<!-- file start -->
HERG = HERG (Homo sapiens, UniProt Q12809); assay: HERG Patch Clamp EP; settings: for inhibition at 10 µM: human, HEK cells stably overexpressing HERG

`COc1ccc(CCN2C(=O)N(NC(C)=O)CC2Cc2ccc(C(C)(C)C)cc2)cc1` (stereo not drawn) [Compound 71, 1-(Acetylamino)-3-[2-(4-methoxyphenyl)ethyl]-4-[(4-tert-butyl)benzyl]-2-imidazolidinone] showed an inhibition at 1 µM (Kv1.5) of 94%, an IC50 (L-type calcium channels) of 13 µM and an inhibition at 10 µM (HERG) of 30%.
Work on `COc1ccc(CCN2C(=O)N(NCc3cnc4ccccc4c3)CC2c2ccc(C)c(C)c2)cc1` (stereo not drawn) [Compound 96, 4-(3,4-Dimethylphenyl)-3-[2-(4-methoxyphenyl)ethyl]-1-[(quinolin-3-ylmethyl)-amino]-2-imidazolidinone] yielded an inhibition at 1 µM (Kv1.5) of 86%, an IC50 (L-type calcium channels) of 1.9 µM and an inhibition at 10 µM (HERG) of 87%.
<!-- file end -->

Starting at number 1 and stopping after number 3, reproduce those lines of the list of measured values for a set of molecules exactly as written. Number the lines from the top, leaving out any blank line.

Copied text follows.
HERG = HERG (Homo sapiens, UniProt Q12809); assay: HERG Patch Clamp EP; settings: for inhibition at 10 µM: human, HEK cells stably overexpressing HERG

`COc1ccc(CCN2C(=O)N(NC(C)=O)CC2Cc2ccc(C(C)(C)C)cc2)cc1` (stereo not drawn) [Compound 71, 1-(Acetylamino)-3-[2-(4-methoxyphenyl)ethyl]-4-[(4-tert-butyl)benzyl]-2-imidazolidinone] showed an inhibition at 1 µM (Kv1.5) of 94%, an IC50 (L-type calcium channels) of 13 µM and an inhibition at 10 µM (HERG) of 30%.
Work on `COc1ccc(CCN2C(=O)N(NCc3cnc4ccccc4c3)CC2c2ccc(C)c(C)c2)cc1` (stereo not drawn) [Compound 96, 4-(3,4-Dimethylphenyl)-3-[2-(4-methoxyphenyl)ethyl]-1-[(quinolin-3-ylmethyl)-amino]-2-imidazolidinone] yielded an inhibition at 1 µM (Kv1.5) of 86%, an IC50 (L-type calcium channels) of 1.9 µM and an inhibition at 10 µM (HERG) of 87%.